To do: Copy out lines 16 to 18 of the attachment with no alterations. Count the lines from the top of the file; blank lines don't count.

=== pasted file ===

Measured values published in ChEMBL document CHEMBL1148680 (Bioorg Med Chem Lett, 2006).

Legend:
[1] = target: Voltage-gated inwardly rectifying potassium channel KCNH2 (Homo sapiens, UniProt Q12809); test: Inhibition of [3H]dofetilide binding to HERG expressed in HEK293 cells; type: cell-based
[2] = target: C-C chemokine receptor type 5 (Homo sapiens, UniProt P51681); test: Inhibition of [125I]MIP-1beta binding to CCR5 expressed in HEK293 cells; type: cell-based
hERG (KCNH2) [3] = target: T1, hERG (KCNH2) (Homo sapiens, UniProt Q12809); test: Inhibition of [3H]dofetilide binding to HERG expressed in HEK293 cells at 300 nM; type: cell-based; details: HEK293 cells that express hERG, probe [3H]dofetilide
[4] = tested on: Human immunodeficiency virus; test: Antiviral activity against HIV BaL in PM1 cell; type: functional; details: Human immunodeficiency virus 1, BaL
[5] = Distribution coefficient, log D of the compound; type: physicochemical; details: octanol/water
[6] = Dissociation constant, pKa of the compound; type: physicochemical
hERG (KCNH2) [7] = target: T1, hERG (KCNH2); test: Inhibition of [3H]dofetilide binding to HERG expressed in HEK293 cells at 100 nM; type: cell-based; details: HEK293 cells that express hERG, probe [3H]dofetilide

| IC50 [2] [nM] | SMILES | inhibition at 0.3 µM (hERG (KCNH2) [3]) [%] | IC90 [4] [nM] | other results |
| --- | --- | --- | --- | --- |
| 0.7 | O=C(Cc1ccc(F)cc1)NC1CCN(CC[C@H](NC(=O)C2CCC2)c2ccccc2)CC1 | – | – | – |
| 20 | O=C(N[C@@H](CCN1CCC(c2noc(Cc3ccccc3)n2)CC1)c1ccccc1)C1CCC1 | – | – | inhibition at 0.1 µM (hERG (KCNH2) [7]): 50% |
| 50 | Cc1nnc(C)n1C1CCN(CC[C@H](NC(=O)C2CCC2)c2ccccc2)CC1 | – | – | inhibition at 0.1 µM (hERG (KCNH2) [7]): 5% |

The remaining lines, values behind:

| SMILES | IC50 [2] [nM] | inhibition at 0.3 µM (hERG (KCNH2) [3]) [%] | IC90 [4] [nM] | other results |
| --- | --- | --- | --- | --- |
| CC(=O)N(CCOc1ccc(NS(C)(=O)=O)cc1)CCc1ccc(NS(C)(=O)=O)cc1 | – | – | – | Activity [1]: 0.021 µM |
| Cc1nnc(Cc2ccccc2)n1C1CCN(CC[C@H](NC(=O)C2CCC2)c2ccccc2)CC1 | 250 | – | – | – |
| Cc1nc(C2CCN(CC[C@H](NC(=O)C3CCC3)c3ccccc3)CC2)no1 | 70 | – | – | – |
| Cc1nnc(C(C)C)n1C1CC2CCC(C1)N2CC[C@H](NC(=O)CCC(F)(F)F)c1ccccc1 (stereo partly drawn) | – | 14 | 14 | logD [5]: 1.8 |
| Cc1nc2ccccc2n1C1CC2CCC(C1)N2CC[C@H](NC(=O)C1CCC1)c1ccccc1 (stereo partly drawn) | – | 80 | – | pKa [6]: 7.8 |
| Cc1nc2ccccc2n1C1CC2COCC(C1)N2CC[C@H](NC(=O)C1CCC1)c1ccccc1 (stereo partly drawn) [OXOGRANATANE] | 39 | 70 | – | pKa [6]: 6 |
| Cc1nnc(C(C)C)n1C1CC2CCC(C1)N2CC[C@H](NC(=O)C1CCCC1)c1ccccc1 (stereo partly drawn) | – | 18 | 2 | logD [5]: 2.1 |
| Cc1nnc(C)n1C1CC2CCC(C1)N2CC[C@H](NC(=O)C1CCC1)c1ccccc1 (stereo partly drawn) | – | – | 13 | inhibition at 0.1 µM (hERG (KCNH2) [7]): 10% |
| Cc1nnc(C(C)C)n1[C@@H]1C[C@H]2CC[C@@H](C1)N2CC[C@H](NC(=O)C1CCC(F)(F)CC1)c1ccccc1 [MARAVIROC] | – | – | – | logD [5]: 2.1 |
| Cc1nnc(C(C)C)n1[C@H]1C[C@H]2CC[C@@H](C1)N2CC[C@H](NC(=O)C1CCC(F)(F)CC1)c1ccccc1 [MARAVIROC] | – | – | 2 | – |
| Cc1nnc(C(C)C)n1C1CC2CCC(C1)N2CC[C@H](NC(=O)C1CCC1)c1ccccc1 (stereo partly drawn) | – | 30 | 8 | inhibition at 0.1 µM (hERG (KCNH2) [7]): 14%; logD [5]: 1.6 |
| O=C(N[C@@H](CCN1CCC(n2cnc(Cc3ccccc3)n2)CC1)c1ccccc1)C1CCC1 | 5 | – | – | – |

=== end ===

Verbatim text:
| SMILES | IC50 [2] [nM] | inhibition at 0.3 µM (hERG (KCNH2) [3]) [%] | IC90 [4] [nM] | other results |
| --- | --- | --- | --- | --- |
| CC(=O)N(CCOc1ccc(NS(C)(=O)=O)cc1)CCc1ccc(NS(C)(=O)=O)cc1 | – | – | – | Activity [1]: 0.021 µM |